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UC chancellor calls for safe environment, civil discussion

By Jia-Rui Chong Daily Planet staff
Tuesday April 09, 2002

In response to vandalism at the Jewish student center and attacks on Jewish community members during the last two weeks, UC Berkeley Chancellor Robert M. Berdahl called for a civil discourse and a safe environment for discussion at the university on Monday morning.  

Berdahl’s press conference was timed in anticipation of the Holocaust commemoration by Jewish students that began Monday night and a rally for Palestinian rights scheduled for noon today. While the Middle East has always been a contentious political issue for Berkeleyans, the recent escalation of violence in the Middle East has also heated up parties on both sides of the issue here. 

“We do not expect everyone to think alike. We expect people to disagree. We expect people to express their differences forcefully. While we cannot prevent people from saying ugly and hurtful things, hateful statements, whether anti-Jewish or anti-Arab, are reprehensible,” Berdahl said. 

Berdahl added that the university would not tolerate any action that threatens anyone’s physical well-being. Acts of violence, vandalism and personal attacks will be treated as criminal actions. 

“It is our responsibility to protect the rights of all members of the campus community to pursue their reason for being here – the work of teaching, learning and research – uninterrupted by anyone,” he said. 

Adam Weisberg, executive director of Berkeley Hillel, which was vandalized on March 27, was glad the chancellor supported Jewish students on campus and said Berdahl has always taken a stance against hate crimes. 

“I think he has made it clear that he is deeply committed to seeing a university community where painful, divisive issues can be handled in as responsible and peaceful way as possible,” Weisberg said. 

Weisberg said that the recent rise in antisemitism has generally created a greater sense of concern among Jewish students at Berkeley, but they do not plan to change their yearly Holocaust commemoration.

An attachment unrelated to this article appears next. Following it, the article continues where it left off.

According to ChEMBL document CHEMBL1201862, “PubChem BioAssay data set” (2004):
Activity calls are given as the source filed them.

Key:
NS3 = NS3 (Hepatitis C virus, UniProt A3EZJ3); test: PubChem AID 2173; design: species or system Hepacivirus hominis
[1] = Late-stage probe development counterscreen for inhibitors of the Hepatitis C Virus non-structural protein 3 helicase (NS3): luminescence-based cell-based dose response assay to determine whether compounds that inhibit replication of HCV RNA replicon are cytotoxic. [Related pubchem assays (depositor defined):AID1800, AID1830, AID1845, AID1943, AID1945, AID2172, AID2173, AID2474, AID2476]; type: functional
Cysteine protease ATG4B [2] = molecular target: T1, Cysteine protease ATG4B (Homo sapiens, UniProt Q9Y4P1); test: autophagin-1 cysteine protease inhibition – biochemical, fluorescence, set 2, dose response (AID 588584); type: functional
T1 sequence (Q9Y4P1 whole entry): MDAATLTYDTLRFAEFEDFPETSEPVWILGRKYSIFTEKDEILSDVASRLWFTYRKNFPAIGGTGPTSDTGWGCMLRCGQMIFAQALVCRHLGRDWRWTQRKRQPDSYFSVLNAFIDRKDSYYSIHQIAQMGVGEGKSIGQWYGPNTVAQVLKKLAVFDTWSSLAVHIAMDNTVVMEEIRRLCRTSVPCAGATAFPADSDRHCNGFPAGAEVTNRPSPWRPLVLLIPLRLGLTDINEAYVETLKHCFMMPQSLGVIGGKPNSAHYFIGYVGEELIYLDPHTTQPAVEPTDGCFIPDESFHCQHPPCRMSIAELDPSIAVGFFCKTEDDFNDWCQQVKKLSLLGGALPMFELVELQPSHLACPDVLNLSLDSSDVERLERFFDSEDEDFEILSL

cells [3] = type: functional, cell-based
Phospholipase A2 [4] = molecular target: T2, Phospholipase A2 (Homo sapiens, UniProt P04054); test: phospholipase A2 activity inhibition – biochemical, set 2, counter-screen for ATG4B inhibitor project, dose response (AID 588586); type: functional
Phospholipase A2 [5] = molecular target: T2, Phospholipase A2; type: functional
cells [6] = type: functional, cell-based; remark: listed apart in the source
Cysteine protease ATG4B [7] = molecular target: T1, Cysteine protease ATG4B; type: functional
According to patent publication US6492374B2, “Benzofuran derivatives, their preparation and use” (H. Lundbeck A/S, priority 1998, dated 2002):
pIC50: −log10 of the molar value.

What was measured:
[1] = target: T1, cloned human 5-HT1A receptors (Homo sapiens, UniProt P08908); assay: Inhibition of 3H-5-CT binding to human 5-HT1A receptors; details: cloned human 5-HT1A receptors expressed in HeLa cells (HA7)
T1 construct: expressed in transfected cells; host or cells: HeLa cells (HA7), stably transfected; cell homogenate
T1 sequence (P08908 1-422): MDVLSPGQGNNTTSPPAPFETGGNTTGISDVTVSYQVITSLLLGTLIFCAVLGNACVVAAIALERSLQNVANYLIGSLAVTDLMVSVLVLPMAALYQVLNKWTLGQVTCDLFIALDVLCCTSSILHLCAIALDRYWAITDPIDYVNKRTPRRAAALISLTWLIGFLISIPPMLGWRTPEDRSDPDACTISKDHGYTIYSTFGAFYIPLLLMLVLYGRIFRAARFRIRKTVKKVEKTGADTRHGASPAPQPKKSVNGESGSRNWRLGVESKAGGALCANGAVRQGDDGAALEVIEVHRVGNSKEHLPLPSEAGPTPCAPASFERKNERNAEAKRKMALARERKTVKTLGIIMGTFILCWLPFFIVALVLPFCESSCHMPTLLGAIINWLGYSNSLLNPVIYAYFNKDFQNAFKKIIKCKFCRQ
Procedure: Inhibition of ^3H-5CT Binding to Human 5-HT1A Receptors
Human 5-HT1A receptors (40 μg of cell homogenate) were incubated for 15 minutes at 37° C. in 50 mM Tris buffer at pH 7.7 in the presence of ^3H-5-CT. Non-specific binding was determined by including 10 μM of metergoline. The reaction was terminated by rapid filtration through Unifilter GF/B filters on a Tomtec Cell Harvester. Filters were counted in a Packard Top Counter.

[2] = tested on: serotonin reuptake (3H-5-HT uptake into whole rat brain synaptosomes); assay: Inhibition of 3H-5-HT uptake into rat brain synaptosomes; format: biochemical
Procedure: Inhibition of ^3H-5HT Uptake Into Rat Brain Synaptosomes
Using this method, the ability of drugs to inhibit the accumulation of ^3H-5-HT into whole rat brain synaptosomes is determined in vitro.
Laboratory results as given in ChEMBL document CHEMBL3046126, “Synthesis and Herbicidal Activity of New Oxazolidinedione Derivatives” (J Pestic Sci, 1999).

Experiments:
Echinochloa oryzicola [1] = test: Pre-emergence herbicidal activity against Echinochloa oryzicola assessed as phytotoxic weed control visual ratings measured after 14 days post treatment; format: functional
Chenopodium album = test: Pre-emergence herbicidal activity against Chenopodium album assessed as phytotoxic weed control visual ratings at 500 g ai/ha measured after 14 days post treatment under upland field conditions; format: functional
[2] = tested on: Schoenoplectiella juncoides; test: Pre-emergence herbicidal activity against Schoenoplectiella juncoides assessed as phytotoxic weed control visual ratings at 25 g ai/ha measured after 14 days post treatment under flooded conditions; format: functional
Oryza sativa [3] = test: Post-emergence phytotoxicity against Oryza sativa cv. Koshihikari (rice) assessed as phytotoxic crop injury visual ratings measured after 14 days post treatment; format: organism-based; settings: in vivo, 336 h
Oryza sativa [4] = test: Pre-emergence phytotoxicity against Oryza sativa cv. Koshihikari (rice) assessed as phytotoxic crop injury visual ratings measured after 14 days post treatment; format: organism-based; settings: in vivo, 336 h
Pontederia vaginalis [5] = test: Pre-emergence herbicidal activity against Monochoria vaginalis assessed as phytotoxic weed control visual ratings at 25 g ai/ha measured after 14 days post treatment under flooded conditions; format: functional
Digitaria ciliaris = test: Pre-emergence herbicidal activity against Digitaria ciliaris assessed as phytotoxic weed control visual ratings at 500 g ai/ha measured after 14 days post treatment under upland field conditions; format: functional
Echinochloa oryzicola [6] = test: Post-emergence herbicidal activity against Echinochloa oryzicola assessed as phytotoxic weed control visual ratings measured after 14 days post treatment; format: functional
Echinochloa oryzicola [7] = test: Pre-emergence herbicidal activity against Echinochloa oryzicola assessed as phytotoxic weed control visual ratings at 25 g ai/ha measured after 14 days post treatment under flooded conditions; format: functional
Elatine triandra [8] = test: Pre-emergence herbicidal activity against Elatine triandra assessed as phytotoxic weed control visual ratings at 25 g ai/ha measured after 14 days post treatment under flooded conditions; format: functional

“I think recent events make it more personal, but this program is a very upsetting program for most people generally. It’s the closest they can get to the terrible thing that happened to so many people 50 years ago,” he said. 

Ronen Gradwohl, a 20-year-old Cal student, said he wasn’t worried about his personal safety, but was worried about attacks on the Jewish community.  

“Antisemitism and anti-Israel protests often get mixed together. I have no problem with anti-Israel protests because what Israel is doing is a two-sided issue. But antisemitism is different and not acceptable,” Gradwohl said. 

But Palestinian activists felt that Berdahl’s response to antisemitism was incomplete. 

“While I respect the chancellor’s call for discussion and openness, I find it surprising that he didn’t admonish students who have been connecting Students for Justice in Palestine to terrorism and antisemitism. I think he missed an opportunity to set the record straight,” said Snehal Shingavi of SJP. 

He said that the SJP had been slandered by students quoted by KRON TV and the San Francisco Chronicle. 

“Students for Justice in Palestine have repeatedly condemned antisemitism and violence, but the first finger pointed is always at a group that advocates for human rights in Palestine,” he said. 

Shingavi said that his group plans to proceed with their noontime rally at Sproul Plaza as part of a National Campus Day of Action for Palestinian Rights. 

“Berdahl’s statement doesn’t really affect us. We’re going to have a demonstration for Palestinian rights. We have no intention of escalating the tension. We just want the right for our voices to be heard,” Shingavi said.